Email Management

The other day I asked my manager to forward me some information on a new project that I would be leading. She was unable to send it to me for days because she was in what we affectionately refer to as: Email Jail.

Email Jail defined here is when your email is so full that you can\’t even send a message; aka: over your quota. It\’s a common problem that isn\’t new. When I got my first email account in 1993 it came with a quota.

For better or worse, email is how things get done today. It\’s a quick, efficient way to communicate; but on the other hand many of us feel buried in an avalanche of information and messages that we don\’t want or need (and I\’m not even talking about spam email, that\’s another topic all its own). Some people I work with have thousands of emails in their inbox, with several hundred of them never read.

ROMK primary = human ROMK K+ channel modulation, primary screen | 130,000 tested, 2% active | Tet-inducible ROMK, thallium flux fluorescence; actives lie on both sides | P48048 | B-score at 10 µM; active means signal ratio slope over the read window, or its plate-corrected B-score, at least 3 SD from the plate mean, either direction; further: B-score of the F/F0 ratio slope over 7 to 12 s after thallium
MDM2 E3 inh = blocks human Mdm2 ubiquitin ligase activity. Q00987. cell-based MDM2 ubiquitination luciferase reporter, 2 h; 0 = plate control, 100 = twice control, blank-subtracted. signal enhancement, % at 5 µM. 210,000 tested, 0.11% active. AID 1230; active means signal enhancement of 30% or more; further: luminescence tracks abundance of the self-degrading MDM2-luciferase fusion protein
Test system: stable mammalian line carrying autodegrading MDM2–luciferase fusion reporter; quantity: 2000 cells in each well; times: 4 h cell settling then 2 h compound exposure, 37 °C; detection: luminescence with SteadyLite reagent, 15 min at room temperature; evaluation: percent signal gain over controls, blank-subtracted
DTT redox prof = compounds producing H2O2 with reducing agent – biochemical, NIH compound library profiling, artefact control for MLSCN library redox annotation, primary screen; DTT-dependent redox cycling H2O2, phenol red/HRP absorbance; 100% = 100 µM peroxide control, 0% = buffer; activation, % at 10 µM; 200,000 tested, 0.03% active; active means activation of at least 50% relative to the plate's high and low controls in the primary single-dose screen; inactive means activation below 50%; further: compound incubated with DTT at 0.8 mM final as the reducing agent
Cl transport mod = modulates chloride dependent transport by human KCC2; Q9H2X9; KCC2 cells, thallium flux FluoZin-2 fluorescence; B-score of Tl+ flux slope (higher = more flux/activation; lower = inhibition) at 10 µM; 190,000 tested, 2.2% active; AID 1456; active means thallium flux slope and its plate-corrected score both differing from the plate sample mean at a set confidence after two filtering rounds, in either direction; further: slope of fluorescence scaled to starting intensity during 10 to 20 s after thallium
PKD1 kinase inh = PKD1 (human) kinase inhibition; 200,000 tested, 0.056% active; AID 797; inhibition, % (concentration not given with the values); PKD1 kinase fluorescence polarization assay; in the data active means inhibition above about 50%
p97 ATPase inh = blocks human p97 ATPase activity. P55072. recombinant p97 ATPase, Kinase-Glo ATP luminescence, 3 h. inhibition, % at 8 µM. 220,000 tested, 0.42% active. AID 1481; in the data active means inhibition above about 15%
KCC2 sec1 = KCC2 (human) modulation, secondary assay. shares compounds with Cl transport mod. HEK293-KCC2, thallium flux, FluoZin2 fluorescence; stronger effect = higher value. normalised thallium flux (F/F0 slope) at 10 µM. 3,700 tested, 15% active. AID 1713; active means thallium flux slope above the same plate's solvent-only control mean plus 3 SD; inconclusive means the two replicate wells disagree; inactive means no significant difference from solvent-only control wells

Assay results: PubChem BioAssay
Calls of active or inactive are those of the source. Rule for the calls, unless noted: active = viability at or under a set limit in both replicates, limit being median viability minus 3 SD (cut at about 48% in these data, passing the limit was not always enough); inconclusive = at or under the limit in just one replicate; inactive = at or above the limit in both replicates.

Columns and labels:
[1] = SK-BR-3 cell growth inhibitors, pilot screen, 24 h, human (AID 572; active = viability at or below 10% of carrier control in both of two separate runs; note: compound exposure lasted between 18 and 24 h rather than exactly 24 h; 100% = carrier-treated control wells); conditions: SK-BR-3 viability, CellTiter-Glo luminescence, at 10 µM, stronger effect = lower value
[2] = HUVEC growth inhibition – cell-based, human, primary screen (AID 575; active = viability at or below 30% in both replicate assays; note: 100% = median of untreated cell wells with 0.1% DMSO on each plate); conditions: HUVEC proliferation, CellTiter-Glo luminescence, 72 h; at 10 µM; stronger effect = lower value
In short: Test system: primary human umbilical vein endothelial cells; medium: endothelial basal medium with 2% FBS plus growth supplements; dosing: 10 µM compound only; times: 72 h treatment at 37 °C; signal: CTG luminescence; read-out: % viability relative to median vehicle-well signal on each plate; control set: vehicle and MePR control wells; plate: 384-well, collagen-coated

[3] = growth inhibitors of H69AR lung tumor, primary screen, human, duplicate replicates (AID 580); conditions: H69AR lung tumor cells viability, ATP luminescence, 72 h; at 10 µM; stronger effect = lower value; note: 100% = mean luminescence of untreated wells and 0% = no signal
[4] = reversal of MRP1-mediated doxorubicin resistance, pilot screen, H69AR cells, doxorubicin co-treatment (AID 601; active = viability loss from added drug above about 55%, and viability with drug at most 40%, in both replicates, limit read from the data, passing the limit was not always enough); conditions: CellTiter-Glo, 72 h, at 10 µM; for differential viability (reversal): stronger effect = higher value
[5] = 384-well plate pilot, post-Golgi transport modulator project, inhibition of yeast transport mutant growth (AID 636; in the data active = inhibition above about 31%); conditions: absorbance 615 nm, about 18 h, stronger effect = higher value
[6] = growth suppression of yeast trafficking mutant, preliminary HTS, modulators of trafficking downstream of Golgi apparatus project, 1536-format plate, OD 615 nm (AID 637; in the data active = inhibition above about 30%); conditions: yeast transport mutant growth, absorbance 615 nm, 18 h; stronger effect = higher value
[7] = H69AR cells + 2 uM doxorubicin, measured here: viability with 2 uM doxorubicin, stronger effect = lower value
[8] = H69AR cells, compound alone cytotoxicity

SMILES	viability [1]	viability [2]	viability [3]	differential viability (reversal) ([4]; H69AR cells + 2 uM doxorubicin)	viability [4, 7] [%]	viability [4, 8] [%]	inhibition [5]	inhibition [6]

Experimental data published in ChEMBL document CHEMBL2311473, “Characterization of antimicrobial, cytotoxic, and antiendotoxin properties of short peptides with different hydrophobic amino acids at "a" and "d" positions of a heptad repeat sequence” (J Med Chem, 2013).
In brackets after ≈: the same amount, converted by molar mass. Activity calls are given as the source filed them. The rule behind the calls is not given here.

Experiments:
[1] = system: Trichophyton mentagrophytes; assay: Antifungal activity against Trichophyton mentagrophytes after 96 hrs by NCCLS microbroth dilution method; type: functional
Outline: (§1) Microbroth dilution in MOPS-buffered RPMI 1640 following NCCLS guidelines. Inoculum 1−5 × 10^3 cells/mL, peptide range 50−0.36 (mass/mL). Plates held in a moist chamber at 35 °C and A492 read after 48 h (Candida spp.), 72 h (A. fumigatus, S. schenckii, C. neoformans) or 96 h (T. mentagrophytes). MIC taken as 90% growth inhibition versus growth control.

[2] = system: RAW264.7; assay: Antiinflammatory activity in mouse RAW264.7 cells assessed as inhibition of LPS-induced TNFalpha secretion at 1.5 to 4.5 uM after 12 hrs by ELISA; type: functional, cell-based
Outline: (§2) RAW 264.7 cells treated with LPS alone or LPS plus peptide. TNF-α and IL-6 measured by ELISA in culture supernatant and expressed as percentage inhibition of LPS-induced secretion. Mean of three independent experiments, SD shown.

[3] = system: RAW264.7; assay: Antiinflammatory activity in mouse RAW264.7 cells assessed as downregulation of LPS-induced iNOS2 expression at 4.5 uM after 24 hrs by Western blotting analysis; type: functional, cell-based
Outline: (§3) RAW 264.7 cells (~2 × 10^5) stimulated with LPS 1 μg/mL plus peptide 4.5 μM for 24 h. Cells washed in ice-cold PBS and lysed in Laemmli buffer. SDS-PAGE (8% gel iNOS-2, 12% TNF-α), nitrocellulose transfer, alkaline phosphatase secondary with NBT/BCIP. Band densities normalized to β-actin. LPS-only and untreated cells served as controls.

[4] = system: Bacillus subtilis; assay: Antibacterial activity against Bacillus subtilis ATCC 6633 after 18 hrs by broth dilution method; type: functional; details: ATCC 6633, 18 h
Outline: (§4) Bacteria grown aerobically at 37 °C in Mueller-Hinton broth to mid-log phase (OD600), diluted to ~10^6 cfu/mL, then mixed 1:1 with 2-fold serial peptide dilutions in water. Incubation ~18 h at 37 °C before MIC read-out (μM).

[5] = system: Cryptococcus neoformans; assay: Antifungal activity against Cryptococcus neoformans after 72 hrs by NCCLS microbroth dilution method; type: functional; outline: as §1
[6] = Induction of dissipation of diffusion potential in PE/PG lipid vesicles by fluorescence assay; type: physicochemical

This was never more apparent than recently when I received a message notifying me that a person who I sent an email to with a \”read receipt\” had deleted it without reading it. I was offended. How could they dismiss me out of hand without even reading my email? But my annoyance turned to disbelief when I saw that the email I had sent them was from 18 months ago.

Really? 18 months? My email sat in your inbox unread for 18 months? My inbox currently holds 167 emails. Having a clean email inbox didn\’t happen overnight, but it wasn\’t hard to do. Here\’s an idea I had in 2007. It\’s a start.

Remember, the first step is to remember that you are powerless over email. The second is to get your inbox under control. There is very little you need to save that is over one month old. Use your email\’s folder structure and other functionality to sort and track the important emails. Open every email you get; even if only for a quick 10 second glance to get the gist… you know know whether or not it\’s important.

Take the time to do these simple steps. It may be painful and time consuming at first, but it\’ll be worth it in the long run.







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